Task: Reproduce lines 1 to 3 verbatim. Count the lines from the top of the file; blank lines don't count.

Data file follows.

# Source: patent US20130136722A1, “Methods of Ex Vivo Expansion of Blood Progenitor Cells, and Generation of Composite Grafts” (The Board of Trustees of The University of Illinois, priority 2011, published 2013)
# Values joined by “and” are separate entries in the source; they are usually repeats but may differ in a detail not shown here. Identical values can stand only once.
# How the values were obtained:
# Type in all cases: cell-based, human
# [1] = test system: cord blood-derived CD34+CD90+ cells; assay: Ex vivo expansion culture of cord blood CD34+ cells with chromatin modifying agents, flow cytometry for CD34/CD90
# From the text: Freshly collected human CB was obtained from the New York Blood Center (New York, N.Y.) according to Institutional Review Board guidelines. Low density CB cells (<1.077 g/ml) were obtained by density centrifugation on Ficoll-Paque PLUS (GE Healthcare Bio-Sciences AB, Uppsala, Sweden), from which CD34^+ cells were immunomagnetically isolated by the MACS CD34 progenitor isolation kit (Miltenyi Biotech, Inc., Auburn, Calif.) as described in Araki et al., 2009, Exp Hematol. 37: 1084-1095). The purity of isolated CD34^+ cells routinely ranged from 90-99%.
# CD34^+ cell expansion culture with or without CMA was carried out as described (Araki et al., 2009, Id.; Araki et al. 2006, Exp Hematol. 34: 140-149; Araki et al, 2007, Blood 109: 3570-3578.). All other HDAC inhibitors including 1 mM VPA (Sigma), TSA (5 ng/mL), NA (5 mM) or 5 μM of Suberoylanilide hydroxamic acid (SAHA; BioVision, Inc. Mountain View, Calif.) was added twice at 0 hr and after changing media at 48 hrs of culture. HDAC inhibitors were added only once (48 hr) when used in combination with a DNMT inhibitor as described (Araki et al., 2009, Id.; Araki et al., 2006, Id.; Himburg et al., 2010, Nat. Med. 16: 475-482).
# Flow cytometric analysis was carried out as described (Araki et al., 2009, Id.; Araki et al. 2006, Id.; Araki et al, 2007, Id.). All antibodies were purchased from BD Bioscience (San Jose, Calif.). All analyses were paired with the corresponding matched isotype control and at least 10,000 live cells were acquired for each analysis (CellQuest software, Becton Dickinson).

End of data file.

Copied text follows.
# Source: patent US20130136722A1, “Methods of Ex Vivo Expansion of Blood Progenitor Cells, and Generation of Composite Grafts” (The Board of Trustees of The University of Illinois, priority 2011, published 2013)
# Values joined by “and” are separate entries in the source; they are usually repeats but may differ in a detail not shown here. Identical values can stand only once.
# How the values were obtained: